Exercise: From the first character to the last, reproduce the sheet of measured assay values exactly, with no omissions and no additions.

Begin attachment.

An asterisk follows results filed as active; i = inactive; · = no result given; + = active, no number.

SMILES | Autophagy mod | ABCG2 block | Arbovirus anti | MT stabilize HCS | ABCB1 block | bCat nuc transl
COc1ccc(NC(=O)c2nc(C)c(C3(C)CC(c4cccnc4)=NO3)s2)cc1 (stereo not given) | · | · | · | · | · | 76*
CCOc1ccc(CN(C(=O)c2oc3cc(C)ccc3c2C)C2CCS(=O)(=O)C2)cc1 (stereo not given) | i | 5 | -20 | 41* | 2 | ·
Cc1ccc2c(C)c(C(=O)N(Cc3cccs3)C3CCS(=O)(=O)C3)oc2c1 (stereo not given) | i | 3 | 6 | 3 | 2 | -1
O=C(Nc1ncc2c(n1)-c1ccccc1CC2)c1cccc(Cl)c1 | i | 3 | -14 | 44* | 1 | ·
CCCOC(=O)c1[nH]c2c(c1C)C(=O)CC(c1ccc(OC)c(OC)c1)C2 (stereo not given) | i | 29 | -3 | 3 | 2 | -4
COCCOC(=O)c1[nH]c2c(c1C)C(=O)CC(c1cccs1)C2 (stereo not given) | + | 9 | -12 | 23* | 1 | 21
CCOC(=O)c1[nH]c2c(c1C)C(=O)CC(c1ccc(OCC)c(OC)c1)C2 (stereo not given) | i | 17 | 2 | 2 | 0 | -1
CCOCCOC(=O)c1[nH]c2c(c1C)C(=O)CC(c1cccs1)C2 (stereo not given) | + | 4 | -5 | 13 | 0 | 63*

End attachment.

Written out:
An asterisk follows results filed as active; i = inactive; · = no result given; + = active, no number.

SMILES | Autophagy mod | ABCG2 block | Arbovirus anti | MT stabilize HCS | ABCB1 block | bCat nuc transl
COc1ccc(NC(=O)c2nc(C)c(C3(C)CC(c4cccnc4)=NO3)s2)cc1 (stereo not given) | · | · | · | · | · | 76*
CCOc1ccc(CN(C(=O)c2oc3cc(C)ccc3c2C)C2CCS(=O)(=O)C2)cc1 (stereo not given) | i | 5 | -20 | 41* | 2 | ·
Cc1ccc2c(C)c(C(=O)N(Cc3cccs3)C3CCS(=O)(=O)C3)oc2c1 (stereo not given) | i | 3 | 6 | 3 | 2 | -1
O=C(Nc1ncc2c(n1)-c1ccccc1CC2)c1cccc(Cl)c1 | i | 3 | -14 | 44* | 1 | ·
CCCOC(=O)c1[nH]c2c(c1C)C(=O)CC(c1ccc(OC)c(OC)c1)C2 (stereo not given) | i | 29 | -3 | 3 | 2 | -4
COCCOC(=O)c1[nH]c2c(c1C)C(=O)CC(c1cccs1)C2 (stereo not given) | + | 9 | -12 | 23* | 1 | 21
CCOC(=O)c1[nH]c2c(c1C)C(=O)CC(c1ccc(OCC)c(OC)c1)C2 (stereo not given) | i | 17 | 2 | 2 | 0 | -1
CCOCCOC(=O)c1[nH]c2c(c1C)C(=O)CC(c1cccs1)C2 (stereo not given) | + | 4 | -5 | 13 | 0 | 63*